The courts and mental health
Explains what may happen if you are charged with committing a crime, what happens when you to go court, and how your mental health is taken into account.
Quite often, especially in the Crown Court, you will not be given a fixed date for trial. Instead, your case will be put into what is known as a 'warned list'. This means that you will be given a range of dates (usually one or two weeks), and your trial could start on any day during this period.
You, or your solicitor, will only be told when your trial will start on the afternoon before. It is very important to phone your solicitor at about 4pm every day of the warned list, so you know when you have to go to court.
Here's an outline of what will happen:
- The prosecution will try to prove that you are guilty.
- You, through your lawyer if you have one, will try to argue that you might be innocent.
- You will probably have to give evidence at your trial by answering questions.
- There may also be other witnesses.
Mental health problems cannot generally be used as a defence, though they may affect your sentence if you are found guilty.
But there are some exceptions:
- The court may decide that you're unfit to plead.
- The court may find you not guilty if you were legally insane at the time you committed the offence. If this happens, the judge has to decide whether you still have mental health problems. If they decide you do, they can send you to hospital, or make a supervision order (which means that you will have to get support or treatment). If you no longer have mental health problems, they can to give you an absolute discharge.
- If you are charged with murder and can show that you had an 'abnormality of the mind' when you committed the crime, the court will convict you of manslaughter instead. This could mean less punishment. This is called 'diminished responsibility'.
The court has a lot of things to think about when choosing the most appropriate outcome, including:
- the seriousness of the offence
- any previous convictions
- your mental health.
The court may also take other things into account such as:
- guidance from the Sentencing Council and the Court of Appeal
- a pre-sentence report or a report on your mental health.
If you are found guilty, the courts have a number options:
- Absolute discharge. This means that you won't get any punishment.
- Conditional discharge. This means that you won't get any punishment as long as you don't commit any further offences for a certain period (usually 1–2 years).
- Pay a fine. You may be asked to pay money.
- Community sentence. This means that you won't have to go to prison but will have some conditions in the community. This could be unpaid work, living at a particular place or receiving mental health treatment if you agree. You could also get help to deal with drink or drug problems. It is important to stick to the conditions of this type of sentence, because if you don't, the court can order you to come back and be re-sentenced, which could mean you are sent to prison.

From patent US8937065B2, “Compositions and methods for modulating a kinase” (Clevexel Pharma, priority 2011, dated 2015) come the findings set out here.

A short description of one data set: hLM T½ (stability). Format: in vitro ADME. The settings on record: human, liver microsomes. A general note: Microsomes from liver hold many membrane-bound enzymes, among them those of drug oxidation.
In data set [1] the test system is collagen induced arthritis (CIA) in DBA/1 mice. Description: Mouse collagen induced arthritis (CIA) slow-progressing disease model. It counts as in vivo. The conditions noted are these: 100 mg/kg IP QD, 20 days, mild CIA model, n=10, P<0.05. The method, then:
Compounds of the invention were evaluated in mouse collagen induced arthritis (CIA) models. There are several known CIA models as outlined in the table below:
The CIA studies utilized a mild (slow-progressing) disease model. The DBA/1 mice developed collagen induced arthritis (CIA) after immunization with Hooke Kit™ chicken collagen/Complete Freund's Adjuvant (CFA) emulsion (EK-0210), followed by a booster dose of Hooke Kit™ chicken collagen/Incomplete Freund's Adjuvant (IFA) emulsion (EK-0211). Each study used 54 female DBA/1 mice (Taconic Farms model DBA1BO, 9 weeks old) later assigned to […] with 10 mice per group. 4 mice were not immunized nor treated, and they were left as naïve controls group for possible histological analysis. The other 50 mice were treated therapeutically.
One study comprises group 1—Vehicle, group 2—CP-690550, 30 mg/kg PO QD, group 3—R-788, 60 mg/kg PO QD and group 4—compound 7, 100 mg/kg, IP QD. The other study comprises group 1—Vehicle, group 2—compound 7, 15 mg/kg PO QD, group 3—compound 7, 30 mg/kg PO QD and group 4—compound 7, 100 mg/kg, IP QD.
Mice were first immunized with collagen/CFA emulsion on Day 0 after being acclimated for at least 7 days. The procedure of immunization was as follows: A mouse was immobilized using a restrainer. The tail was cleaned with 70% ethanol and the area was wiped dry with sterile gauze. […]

- Prison sentence. If the court chooses to give you a prison sentence, it will also need to decide the type of sentence and how long it should be. The court can give you what is called a 'suspended prison sentence', which means that you won't go to prison as long as you don't commit any further offences for a certain period (usually 1–2 years).
- Hospital order under section 37 of the Mental Health Act. The Crown Court can also add restrictions under section 41, known as a section 37/41.
- Guardianship order. This means that a guardian, usually the local authority, will be able to supervise you in the community and make you live at a particular place.
You may be able to appeal to a higher court if you disagree with your sentence or conviction. This can be a complicated process, so we recommend you get legal advice on this.
If you are charged with murder, but can show that your mental health condition made you commit the crime, the court may convict you of manslaughter instead. This is called diminished responsibility.Visit our full listing of Legal Terms
Insanity (legal defence)
If you committed a crime, but your mental health condition meant that you did not know what you were doing, or that what you were doing was wrong, you may be able to use the defence of 'insanity'. But even if you are successful with this defence, you will not necessarily be acquitted.Visit our full listing of Legal Terms
Unfit to plead
A court may decide you're unfit to plead if it seems that you're not able to understand the court process or instruct a lawyer to represent you.Visit our full listing of Legal Terms
This information was published in July 2018.
This page is currently under review. All content was accurate when published.
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